Applied Science: Crankbait Corps. “Flip-Flop”, Part I

The man behind Crankbait Corp., Tom Seward

Terry has mentioned the brand Crankbait Corp. before in a post that related to the poor quality they witnessed in the tackle shop of the body/bill combination of this bait. However, there was some very interesting applied science going on with this particular brand of crankbaits that I thought was worth taking a little extra time to discuss.

Every basser on the planet knows about and has read of natural color patterns on baitfish-colored lures – that being some type of darker back and lighter belly. It’s prevalent on most every bait on the market today, and was even more so back in the late 70s and early 80s when super natural colored baits become the fad. The interesting thing is that at the time, some pros really liked the natural color patterns, and some pros didn’t. That’s probably a whole different story for another time but, suffice it to say, the jury was still out on the issue.

Through the years, that basic color pattern has continued to be a mainstay, but at about the same time as these new natural-patterned baits were just taking off, Crankbait Corp. threw the industry a curveball based on applied science. The theory went that nature made baitfish the way they are in order to help camouflage them from being eaten from predators. Their coloration allowed them to blend into the background of a watery world whether viewed from above or below. The big question then became, “Why would you want to mimic a natural bait if the idea is to get your bait seen and hopefully eaten by a big bass?”

Part of an ad from Crankbait Corp dating back to 1980 and showing one of the reverse countershading color patterns.

Over the years you’ve probably read comments such as, the reason you don’t see many blue crayfish is because in nature, they stand out and get eaten first. If that were true, wouldn’t you want to make your bait stand out with its color pattern? That became the general theory behind the Crankbait Corp. “HI-CONTRAST” and “FLIP-FLOP” line of baits. The scientific term was called reverse countershading, and famed lure designer Tom Seward mentioned that he came up with the idea after a discussion about WWII fighter planes and how British Spitfire’s were intentionally colored to help hide them from their enemies.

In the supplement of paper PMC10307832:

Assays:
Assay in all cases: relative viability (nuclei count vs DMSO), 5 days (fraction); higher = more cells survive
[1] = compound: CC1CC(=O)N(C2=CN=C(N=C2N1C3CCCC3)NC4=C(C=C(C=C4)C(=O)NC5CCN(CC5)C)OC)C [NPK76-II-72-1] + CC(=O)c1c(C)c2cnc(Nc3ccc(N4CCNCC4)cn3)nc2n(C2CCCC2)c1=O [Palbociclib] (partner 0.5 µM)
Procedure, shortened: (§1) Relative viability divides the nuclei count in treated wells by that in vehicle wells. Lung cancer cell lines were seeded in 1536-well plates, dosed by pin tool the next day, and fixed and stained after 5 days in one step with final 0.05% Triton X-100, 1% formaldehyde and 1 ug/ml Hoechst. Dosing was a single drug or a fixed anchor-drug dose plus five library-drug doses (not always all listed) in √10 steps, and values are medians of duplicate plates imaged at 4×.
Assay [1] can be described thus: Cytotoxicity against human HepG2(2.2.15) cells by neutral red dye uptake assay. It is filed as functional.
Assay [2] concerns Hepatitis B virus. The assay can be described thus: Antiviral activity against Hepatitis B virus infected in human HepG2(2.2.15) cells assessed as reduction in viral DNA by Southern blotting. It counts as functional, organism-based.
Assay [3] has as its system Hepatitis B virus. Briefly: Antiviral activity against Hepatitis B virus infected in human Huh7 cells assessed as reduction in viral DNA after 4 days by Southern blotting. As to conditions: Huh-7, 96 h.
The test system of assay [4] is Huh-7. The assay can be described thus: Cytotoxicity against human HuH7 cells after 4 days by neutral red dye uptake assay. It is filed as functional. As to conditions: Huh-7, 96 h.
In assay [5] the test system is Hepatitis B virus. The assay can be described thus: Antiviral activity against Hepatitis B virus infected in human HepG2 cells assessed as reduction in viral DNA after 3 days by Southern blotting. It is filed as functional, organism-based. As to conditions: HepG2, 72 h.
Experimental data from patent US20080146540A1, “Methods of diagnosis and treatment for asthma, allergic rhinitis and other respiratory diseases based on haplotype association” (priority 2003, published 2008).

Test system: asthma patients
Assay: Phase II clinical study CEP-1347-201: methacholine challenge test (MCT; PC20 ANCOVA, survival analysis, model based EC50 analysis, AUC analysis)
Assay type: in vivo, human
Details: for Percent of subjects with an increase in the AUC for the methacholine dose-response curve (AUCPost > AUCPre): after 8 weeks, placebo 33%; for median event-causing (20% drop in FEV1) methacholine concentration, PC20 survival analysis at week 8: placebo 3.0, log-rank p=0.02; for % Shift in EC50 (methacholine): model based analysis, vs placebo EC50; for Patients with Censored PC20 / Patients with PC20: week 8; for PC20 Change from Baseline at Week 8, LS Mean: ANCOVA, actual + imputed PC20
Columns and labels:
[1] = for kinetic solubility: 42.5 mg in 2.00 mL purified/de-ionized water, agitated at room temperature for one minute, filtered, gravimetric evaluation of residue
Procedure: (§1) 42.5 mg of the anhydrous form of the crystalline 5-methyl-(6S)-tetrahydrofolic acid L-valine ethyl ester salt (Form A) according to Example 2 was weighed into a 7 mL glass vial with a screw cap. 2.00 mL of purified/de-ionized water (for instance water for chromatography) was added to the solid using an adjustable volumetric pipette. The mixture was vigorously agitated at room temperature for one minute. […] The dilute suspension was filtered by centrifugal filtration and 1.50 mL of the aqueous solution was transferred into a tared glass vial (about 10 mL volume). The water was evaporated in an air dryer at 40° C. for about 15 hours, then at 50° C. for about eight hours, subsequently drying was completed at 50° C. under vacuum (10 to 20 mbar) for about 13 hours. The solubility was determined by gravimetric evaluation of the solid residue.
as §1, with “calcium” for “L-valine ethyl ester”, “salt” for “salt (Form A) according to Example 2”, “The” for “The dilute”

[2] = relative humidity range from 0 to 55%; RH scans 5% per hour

Tom designed a series of 8 different color patterns that made his baits actually stand out in the water instead of trying to blend in. He stated that in stained- or muddy-water situations, or even at night, contrast was much more important than naturalizing, and that was where and when these baits were designed to excel. They were pretty eye-catching, and the science behind them even made them more intriguing to someone such as myself.

I don’t have any idea as to how well they ended up selling – or whether they even elicited bass to strike – but the concept was novel at the time and one could argue that to some degree, over the years, this line of thinking still has its moments. I think of crankbait colors like “skunk,” which I believe was first made popular by Bagley’s and has had a devoted, albeit perhaps small following. Have you had any particular color patterns over the year that have produced well that might be considered a reverse countershade?

In Part II, I’ll look at one other really neat applied science concept from Crankbait Corp. – stay tuned.

  • As much respect as I have for Tom, I could never quite get behind this one. My own prejudice favoring a natural approach perhaps got in the way, I guess. Tried, it caught fish on it, but never found it advantageous.

    That having been said, in winter striper fishing we use mostly soft jerkbaits on jigheads, and one of the most successful guys I know ALWAYS puts his baits on upside down. Dark side of the pattern down, light side up. And catches the snot out of the stripers that way.

  • Rich, have you ever asked him if he was the guy that took the pictures of the Sassy Worm for Twister? 🙂

  • Ralph Manns

    I remain a fan of natural colors in cranks, often using bluegill and bass colored Rapalas, simply because the shading pattern and colors look like real food. Natural colors are camouflaged and indistinct in most water environments and thus subtle finesse cranks, IMHO. although a little dab of contrasting color seems to aid effectiveness. I think this helps at times with pressured bass. But I doubt details count for much. Still, my best baits in the late 70s and through the 80s were Bagley Baby Bass– (originals with the weak lips). I’d still use them if they were available..

    I found no distinct improvement in catches with the counter-shaded Fingerling lures.. But my best twilight and night-time lures are home- colored black bellies (majority color on belly and sides) with a faint blue green or chartreuse show- through on top. In the early ’80s, night fishing friends and I found our most consistently effective plastics were black worms/lizards with either blue or chartreuse tales. Considering that bass and most other fish night vision (rods) see blue/green light as the brightest light, I think the blue-green backs let bass see these counter-shaded lures more clearly against a total black/dark background. Thus adding horizontal and downward contrast to the silhouette effect against the slightly lighter surface.